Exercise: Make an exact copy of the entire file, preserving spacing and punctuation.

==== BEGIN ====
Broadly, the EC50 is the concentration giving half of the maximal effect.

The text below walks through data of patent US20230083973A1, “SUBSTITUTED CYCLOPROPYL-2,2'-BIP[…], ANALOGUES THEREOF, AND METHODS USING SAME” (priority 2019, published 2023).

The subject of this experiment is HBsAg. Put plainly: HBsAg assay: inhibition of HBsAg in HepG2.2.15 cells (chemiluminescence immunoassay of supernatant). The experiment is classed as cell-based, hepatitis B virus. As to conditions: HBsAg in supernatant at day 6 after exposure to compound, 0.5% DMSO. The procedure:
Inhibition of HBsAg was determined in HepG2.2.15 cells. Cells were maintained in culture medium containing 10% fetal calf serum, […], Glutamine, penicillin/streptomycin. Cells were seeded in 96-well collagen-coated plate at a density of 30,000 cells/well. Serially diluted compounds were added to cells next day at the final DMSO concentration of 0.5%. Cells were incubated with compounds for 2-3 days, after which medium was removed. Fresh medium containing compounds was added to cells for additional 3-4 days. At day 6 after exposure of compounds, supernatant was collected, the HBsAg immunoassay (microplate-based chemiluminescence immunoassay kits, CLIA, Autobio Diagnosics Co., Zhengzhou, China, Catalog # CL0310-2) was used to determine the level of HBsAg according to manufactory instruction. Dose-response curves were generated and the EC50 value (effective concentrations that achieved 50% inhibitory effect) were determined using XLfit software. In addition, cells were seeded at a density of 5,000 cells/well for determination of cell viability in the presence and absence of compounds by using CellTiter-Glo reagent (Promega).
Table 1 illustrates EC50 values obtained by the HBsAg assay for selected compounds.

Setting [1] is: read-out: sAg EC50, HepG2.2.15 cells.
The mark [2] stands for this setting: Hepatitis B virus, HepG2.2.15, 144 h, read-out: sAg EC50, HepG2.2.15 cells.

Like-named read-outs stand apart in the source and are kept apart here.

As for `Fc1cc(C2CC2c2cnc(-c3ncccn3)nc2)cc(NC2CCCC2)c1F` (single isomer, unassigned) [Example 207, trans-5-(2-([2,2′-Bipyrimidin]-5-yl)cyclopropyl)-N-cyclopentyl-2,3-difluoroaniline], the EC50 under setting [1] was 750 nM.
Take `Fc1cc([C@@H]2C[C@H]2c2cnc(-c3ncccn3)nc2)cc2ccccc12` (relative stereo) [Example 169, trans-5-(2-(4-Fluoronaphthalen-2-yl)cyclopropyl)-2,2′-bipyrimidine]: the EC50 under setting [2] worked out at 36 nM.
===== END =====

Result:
Broadly, the EC50 is the concentration giving half of the maximal effect.

The text below walks through data of patent US20230083973A1, “SUBSTITUTED CYCLOPROPYL-2,2'-BIP[…], ANALOGUES THEREOF, AND METHODS USING SAME” (priority 2019, published 2023).

The subject of this experiment is HBsAg. Put plainly: HBsAg assay: inhibition of HBsAg in HepG2.2.15 cells (chemiluminescence immunoassay of supernatant). The experiment is classed as cell-based, hepatitis B virus. As to conditions: HBsAg in supernatant at day 6 after exposure to compound, 0.5% DMSO. The procedure:
Inhibition of HBsAg was determined in HepG2.2.15 cells. Cells were maintained in culture medium containing 10% fetal calf serum, […], Glutamine, penicillin/streptomycin. Cells were seeded in 96-well collagen-coated plate at a density of 30,000 cells/well. Serially diluted compounds were added to cells next day at the final DMSO concentration of 0.5%. Cells were incubated with compounds for 2-3 days, after which medium was removed. Fresh medium containing compounds was added to cells for additional 3-4 days. At day 6 after exposure of compounds, supernatant was collected, the HBsAg immunoassay (microplate-based chemiluminescence immunoassay kits, CLIA, Autobio Diagnosics Co., Zhengzhou, China, Catalog # CL0310-2) was used to determine the level of HBsAg according to manufactory instruction. Dose-response curves were generated and the EC50 value (effective concentrations that achieved 50% inhibitory effect) were determined using XLfit software. In addition, cells were seeded at a density of 5,000 cells/well for determination of cell viability in the presence and absence of compounds by using CellTiter-Glo reagent (Promega).
Table 1 illustrates EC50 values obtained by the HBsAg assay for selected compounds.

Setting [1] is: read-out: sAg EC50, HepG2.2.15 cells.
The mark [2] stands for this setting: Hepatitis B virus, HepG2.2.15, 144 h, read-out: sAg EC50, HepG2.2.15 cells.

Like-named read-outs stand apart in the source and are kept apart here.

As for `Fc1cc(C2CC2c2cnc(-c3ncccn3)nc2)cc(NC2CCCC2)c1F` (single isomer, unassigned) [Example 207, trans-5-(2-([2,2′-Bipyrimidin]-5-yl)cyclopropyl)-N-cyclopentyl-2,3-difluoroaniline], the EC50 under setting [1] was 750 nM.
Take `Fc1cc([C@@H]2C[C@H]2c2cnc(-c3ncccn3)nc2)cc2ccccc12` (relative stereo) [Example 169, trans-5-(2-(4-Fluoronaphthalen-2-yl)cyclopropyl)-2,2′-bipyrimidine]: the EC50 under setting [2] worked out at 36 nM.